Imagine living in a city where the ground is slowly sinking under your feet. Now picture this city below sea level, surrounded by water, and kept dry by a system of surrounding walls (levees). This is normal life for residents of New Orleans, a city of over 350,000 people in the US state of Louisiana built on the original floodplain of the Mississippi River.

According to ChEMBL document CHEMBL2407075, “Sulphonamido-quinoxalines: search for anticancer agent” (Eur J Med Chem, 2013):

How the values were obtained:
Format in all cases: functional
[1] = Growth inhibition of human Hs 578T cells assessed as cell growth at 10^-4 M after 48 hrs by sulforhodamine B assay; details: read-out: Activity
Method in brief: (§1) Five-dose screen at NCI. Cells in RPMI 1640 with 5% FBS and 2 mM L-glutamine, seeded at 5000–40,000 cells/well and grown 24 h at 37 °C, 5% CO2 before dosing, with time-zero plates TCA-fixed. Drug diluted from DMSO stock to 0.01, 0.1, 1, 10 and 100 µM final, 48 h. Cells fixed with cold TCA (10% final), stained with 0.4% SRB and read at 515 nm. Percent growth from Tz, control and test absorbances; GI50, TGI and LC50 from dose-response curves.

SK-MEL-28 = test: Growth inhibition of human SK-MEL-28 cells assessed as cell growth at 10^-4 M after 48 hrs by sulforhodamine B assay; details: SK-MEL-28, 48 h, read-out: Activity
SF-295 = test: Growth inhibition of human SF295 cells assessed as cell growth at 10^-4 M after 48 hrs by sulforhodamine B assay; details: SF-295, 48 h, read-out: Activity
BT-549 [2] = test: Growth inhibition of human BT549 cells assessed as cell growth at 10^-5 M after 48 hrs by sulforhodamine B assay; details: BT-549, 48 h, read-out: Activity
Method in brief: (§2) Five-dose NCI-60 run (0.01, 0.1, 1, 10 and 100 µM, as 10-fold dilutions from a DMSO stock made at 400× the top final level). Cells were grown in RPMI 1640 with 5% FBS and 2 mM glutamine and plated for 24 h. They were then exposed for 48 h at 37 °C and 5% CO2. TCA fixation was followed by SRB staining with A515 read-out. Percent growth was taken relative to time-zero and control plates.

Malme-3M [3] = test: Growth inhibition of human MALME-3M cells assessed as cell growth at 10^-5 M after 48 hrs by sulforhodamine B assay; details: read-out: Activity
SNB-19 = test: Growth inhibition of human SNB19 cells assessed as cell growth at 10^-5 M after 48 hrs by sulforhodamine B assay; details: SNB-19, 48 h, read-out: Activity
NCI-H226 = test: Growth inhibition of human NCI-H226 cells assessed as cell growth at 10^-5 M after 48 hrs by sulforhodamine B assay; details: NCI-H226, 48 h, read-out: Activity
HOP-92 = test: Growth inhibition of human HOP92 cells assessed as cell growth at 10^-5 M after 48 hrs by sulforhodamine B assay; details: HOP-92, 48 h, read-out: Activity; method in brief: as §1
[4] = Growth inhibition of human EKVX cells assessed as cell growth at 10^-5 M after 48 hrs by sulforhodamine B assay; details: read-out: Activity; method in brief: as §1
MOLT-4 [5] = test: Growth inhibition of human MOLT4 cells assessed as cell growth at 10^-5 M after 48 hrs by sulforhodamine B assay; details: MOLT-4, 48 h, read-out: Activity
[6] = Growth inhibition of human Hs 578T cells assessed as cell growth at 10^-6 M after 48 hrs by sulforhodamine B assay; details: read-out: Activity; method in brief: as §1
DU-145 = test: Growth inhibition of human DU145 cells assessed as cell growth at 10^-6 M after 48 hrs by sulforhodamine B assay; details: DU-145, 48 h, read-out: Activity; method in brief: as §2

Previous studies showed that New Orleans is slowly sinking into the ground, increasing an already high flood risk from storms like Hurricane Katrina (Fig. 1). Is that really the case? And if so, at what rate is it sinking? We set out to answer these important questions by using improved radar technology. We further investigated to what extent natural or human processes contribute to the sinking of the city. Our results show that sinking is real and in some areas worse than previously measured. We also found that human actions – mainly pumping of ground and surface water – are worsening the situation.